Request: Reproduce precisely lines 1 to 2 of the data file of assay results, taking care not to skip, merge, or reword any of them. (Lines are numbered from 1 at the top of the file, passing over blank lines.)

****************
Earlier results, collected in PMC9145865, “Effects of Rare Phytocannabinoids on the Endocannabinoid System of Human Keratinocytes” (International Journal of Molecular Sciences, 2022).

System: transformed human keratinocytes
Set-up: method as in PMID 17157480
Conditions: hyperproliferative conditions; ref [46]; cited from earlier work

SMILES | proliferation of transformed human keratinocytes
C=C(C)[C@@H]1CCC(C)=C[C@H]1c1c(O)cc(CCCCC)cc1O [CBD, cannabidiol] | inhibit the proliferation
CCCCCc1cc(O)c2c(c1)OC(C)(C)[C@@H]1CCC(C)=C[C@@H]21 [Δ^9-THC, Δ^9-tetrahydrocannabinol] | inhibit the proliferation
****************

Earlier results, collected in PMC9145865, “Effects of Rare Phytocannabinoids on the Endocannabinoid System of Human Keratinocytes” (International Journal of Molecular Sciences, 2022).

System: transformed human keratinocytes